Before Elop presented the Sea Ray, the first Nokia Windows Phone, he said the innovation, the UX and the industrial design from the N9 would live on.

      What if you could update the N9 with Windows Phone and use the Nokia Swipe concept to replace the Windows Phone buttons? Swipe from the right edge to the left for the multitask UI and select something you were doing. Or swipe again for the Start screen. Or swipe again to Bing.
      Forrestall
  • RE: Nokia N9 - Success or failure depends on two factors

    Looks like Nokia's strategy is desperately in need to sell something to make some dough. I don't blame them. However, the new product is not really inspiring at all, coupled with the "premium-priced" attitude for their products is not going to cut them back and relax.

    It was said to be designed for use even with just one hand. Seriously, where is the economics of ergonomics vs. practicality? Display too small hurts the struggling eye. Hands too big resulted in pressing other things. Hands too small, resulted in using two hands nevertheless.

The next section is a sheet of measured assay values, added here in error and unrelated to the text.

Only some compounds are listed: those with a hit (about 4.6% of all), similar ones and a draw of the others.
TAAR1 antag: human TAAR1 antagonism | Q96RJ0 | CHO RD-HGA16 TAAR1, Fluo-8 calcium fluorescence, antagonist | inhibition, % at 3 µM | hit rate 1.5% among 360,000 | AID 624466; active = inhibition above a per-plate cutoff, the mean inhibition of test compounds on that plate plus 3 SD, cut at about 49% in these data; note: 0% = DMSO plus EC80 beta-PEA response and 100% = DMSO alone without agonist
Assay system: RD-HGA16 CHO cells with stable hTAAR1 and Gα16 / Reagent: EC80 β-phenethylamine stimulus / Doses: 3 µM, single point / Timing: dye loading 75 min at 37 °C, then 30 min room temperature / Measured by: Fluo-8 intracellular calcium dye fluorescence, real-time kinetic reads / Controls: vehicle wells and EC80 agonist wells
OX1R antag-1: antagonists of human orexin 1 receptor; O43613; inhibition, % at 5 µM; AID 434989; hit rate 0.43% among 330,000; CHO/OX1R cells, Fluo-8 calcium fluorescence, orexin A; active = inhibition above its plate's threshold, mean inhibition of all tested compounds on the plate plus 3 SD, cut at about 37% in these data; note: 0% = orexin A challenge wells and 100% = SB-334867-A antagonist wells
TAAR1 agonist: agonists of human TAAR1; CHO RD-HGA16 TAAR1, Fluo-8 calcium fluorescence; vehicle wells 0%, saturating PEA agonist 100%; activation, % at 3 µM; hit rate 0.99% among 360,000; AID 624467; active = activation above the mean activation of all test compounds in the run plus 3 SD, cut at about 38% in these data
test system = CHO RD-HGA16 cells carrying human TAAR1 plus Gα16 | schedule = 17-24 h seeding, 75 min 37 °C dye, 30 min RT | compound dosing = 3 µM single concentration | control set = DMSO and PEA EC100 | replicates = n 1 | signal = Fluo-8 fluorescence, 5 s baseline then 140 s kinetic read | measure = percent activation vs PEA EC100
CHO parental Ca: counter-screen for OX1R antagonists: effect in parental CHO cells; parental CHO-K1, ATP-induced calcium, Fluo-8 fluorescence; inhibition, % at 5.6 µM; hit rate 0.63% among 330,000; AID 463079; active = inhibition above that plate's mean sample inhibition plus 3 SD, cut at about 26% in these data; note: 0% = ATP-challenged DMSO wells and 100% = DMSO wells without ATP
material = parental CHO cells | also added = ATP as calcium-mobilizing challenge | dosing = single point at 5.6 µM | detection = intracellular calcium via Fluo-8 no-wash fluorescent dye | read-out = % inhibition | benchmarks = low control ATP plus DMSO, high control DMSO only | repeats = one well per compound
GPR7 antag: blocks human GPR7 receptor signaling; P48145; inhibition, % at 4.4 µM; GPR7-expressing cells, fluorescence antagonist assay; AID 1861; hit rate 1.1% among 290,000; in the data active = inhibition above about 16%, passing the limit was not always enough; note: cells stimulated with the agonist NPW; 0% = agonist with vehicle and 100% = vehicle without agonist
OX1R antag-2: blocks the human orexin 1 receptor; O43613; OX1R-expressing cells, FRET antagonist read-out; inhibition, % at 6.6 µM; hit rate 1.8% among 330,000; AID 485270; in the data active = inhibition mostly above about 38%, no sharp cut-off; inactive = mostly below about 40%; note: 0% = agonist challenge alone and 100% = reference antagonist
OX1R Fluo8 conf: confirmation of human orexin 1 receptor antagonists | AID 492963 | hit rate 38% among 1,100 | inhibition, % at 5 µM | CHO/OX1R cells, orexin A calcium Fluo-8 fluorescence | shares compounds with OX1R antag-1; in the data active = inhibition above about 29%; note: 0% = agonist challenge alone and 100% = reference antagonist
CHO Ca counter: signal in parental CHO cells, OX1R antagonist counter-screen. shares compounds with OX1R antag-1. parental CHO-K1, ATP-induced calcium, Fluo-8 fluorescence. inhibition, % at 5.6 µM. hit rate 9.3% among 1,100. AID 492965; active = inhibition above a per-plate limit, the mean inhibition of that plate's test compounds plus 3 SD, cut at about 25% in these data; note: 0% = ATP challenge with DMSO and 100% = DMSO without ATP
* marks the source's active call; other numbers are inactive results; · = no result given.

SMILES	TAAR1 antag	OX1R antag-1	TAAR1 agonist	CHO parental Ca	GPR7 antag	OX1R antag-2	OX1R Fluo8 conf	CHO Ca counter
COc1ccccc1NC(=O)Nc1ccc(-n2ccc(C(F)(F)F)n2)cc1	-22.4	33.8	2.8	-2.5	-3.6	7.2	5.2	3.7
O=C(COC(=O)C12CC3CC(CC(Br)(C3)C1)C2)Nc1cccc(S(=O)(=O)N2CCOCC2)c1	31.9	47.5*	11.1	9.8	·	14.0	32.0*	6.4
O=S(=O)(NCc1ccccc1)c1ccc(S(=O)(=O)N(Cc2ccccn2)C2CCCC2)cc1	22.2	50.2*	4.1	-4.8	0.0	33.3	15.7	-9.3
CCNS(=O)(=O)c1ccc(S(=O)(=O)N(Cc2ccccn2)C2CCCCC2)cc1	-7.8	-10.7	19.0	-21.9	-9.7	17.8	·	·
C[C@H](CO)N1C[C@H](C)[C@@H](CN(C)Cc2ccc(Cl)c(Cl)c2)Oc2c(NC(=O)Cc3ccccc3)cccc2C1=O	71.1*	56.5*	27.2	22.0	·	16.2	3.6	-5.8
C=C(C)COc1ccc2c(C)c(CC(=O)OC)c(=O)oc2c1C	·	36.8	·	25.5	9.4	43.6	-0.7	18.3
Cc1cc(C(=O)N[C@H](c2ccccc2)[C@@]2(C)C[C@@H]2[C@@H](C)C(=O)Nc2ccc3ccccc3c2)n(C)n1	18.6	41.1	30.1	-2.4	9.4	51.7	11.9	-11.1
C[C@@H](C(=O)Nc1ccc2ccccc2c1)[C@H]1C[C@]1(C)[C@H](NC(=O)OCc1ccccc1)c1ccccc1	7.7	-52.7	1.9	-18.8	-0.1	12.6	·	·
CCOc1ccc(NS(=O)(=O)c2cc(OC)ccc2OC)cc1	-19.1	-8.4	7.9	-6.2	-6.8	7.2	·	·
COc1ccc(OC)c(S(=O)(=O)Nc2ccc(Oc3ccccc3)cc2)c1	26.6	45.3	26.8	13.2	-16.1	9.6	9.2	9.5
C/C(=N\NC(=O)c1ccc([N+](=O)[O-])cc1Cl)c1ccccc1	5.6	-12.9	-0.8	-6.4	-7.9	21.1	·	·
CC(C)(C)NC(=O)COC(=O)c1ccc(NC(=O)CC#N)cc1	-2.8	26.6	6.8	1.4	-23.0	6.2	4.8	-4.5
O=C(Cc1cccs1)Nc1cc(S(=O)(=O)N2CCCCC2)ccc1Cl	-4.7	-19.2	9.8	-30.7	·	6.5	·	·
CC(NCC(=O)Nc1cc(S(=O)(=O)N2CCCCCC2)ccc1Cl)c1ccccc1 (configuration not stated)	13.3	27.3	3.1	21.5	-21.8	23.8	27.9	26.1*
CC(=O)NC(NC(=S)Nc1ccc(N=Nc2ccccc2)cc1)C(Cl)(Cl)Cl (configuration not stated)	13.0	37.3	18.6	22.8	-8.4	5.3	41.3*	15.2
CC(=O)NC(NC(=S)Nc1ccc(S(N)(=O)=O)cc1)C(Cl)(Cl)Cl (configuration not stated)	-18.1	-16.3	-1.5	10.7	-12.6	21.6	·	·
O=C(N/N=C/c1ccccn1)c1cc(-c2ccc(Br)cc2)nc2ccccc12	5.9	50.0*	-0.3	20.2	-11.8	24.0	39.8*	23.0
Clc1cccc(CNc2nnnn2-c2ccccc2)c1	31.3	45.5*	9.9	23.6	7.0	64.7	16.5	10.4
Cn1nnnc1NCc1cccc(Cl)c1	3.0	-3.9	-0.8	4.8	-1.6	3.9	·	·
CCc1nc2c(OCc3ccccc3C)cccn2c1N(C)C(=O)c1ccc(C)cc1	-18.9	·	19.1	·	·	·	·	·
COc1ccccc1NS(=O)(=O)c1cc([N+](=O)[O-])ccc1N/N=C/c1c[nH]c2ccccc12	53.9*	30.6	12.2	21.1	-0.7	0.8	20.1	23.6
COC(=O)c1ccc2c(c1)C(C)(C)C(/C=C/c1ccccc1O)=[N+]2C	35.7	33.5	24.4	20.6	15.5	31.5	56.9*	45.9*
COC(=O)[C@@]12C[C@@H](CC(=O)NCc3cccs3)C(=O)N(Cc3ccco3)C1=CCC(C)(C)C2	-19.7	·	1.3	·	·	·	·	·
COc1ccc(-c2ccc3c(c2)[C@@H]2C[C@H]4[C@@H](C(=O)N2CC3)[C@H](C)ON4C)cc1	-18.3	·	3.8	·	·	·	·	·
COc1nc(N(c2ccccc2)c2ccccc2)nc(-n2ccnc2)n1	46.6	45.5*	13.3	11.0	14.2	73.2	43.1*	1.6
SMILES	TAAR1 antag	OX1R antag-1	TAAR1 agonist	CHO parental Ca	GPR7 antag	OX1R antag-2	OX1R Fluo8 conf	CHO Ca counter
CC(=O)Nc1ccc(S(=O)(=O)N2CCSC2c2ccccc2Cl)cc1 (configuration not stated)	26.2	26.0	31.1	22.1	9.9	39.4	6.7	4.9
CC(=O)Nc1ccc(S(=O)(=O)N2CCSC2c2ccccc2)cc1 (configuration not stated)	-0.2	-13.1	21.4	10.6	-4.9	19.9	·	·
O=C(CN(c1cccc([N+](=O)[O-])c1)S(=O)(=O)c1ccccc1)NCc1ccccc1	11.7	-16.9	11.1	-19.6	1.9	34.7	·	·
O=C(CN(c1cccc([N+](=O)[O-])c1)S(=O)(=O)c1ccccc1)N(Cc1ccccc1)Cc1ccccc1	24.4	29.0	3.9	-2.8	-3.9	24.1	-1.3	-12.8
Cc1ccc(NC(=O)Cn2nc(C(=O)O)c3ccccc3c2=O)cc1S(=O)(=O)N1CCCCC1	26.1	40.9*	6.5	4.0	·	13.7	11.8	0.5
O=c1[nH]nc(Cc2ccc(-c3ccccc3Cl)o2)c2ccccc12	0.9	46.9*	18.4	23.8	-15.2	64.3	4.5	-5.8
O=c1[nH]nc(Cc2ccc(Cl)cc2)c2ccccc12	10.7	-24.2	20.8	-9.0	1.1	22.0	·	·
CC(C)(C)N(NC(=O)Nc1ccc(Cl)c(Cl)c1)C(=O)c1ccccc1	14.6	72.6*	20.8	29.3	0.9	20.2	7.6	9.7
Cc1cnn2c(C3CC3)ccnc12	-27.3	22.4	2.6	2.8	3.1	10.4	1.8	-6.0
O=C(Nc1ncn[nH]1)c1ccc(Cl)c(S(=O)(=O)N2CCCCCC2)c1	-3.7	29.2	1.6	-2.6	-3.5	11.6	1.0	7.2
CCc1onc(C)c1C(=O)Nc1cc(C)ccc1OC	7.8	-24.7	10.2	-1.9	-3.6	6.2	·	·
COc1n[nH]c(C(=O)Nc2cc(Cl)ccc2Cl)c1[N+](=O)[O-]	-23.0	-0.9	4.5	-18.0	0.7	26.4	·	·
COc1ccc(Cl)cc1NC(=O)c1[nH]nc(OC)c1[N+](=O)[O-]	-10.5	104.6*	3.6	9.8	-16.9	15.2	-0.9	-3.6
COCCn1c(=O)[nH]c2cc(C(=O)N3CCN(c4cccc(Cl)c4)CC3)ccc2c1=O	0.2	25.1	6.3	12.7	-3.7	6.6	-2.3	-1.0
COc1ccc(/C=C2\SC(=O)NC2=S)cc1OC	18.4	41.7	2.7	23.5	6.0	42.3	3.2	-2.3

All-in-all, the OS is almost unheard of. Not many followers too. Not widely available to followers to develop fantastic apps.

    Remember this...the more private you are, the more people don't even know your existence or help you when you needed it. Growth stuns. Compare this with Android.
    kumseng.tkseng@...
  • Rest of World vs States

    I'm not sure where everyone else stays (from the above commenters) but Nokia is still a big name and people do buy Nokia phones bcoz they are Nokia. If Nokia phones do not pick up in USA does not mean the rest of world cares, as far we are concerned Nokia kicks ASS.
    Besides, we have no direct way of buying apps down here from Apple store or Android marketplace, so we don't care about an App ecosystem.
    Beatnyama